In the latest effort to try to monetise internet versions of the press, Johnson Press, owners of 300 regional papers including the Newsletter, have launched an experiment to charge for the content of 6 papers (but not the former old lady of Lower Donegall St). Ex- Scotsman editor Tim Luckhurst backs the move on rational grounds but doesnt discuss other models. The Times report quotes Media Guardians Emily Bells telling point: “If you have content which broadly can be found somewhere else youre going to really restrict people coming to your website. The alternative, forcing the big gatekeeping search engines like Google to pay, may be behind the Murdoch moves to start charging if it actually happens. Can marketing come up with paywalls that don’t drive subscribers mad? Direct charging either by a flat rate or per item for non-specialist news seem non-starters. But with most of the press in financial crisis, desperate measures may be necessary. Adds I see that the Irish News have started a new subscription drive that means you can’t get in to see the headlines and intros. Newshound’s John Fay is similarly frustrated. Let’s hope it’s a temporary blip. The move illustrates the dilemma perfectly.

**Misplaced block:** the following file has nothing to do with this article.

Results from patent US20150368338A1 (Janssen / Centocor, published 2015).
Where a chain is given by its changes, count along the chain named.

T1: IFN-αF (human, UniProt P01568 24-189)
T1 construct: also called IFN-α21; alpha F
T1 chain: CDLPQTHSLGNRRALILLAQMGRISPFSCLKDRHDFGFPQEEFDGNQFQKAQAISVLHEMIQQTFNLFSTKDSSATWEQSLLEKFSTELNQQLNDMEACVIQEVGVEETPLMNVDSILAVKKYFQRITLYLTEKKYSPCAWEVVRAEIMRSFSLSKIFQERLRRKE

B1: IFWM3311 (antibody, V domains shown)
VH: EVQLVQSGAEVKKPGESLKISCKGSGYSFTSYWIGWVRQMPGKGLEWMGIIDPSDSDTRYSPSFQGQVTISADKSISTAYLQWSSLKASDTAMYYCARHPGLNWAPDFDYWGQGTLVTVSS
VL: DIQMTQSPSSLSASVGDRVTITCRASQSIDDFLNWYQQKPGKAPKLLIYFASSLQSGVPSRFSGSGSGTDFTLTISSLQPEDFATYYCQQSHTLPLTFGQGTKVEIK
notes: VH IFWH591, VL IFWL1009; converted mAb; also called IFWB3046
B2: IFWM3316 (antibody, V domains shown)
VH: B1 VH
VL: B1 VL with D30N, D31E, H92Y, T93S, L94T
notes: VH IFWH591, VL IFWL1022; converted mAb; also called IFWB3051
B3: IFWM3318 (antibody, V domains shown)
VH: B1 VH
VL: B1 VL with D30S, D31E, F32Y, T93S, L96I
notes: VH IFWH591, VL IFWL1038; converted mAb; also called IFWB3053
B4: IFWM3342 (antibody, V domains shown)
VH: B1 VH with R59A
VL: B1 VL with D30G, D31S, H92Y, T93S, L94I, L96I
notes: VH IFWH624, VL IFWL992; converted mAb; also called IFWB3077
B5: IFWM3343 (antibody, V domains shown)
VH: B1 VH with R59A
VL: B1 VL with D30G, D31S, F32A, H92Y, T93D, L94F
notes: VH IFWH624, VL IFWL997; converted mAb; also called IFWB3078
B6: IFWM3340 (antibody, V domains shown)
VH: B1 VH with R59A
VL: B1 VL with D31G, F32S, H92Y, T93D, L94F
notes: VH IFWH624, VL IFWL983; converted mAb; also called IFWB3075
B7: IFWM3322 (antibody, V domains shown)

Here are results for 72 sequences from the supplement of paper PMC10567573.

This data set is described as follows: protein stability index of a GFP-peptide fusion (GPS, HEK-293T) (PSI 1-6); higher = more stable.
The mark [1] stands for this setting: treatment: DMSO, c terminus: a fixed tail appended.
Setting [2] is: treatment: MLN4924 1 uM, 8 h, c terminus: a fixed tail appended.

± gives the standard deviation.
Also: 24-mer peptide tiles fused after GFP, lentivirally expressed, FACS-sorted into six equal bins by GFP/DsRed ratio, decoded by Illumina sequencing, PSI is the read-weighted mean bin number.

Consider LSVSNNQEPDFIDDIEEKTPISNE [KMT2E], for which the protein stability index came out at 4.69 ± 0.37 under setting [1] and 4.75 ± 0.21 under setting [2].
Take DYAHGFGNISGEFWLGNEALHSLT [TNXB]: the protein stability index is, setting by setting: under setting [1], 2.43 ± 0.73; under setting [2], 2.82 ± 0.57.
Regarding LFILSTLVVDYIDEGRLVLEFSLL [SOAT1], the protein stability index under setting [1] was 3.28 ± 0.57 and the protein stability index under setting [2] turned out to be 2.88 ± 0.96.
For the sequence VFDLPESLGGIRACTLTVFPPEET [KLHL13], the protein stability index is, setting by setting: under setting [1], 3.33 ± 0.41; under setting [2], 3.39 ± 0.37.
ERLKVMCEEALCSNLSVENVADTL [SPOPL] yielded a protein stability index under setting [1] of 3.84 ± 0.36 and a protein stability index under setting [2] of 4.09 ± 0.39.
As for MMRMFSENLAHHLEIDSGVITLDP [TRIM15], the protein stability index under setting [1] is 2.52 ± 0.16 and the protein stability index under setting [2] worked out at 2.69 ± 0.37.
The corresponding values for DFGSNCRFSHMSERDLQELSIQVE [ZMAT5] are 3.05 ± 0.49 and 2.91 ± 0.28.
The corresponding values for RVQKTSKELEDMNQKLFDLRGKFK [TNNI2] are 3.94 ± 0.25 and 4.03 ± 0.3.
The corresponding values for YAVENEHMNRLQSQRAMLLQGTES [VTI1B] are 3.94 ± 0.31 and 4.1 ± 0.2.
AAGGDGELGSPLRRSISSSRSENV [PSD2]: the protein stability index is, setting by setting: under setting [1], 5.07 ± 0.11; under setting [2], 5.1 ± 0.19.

Former BBC journalist and manager in Belfast, Manchester and London, Editor Spolight; Political Editor BBC NI; Current Affairs Commissioning editor BBC Radio 4; Editor Political and Parliamentary Programmes, BBC Westminster; former London Editor Belfast Telegraph. Hon Senior Research Fellow, The Constitution Unit, Univ Coll. London